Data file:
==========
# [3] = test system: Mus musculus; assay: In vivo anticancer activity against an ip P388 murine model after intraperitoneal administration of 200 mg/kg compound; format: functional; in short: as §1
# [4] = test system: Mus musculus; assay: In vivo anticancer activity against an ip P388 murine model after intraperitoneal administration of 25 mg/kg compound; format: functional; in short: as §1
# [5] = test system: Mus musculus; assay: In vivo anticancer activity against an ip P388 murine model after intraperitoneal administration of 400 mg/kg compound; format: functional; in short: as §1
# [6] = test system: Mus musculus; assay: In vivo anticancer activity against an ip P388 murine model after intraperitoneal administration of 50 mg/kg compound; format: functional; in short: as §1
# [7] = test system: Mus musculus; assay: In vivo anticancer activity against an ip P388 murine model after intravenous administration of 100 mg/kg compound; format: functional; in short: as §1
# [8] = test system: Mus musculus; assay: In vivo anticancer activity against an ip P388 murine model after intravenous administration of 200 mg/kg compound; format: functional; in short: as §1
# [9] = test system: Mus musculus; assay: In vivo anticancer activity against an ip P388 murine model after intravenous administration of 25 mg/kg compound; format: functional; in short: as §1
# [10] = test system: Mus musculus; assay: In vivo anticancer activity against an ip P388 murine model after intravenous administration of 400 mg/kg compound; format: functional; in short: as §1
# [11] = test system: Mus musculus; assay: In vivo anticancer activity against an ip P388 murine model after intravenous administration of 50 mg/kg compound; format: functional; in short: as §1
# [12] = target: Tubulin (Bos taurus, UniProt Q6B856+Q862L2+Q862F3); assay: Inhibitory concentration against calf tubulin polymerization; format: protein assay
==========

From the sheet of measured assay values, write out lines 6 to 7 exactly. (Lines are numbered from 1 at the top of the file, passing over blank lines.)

# [8] = test system: Mus musculus; assay: In vivo anticancer activity against an ip P388 murine model after intravenous administration of 200 mg/kg compound; format: functional; in short: as §1
# [9] = test system: Mus musculus; assay: In vivo anticancer activity against an ip P388 murine model after intravenous administration of 25 mg/kg compound; format: functional; in short: as §1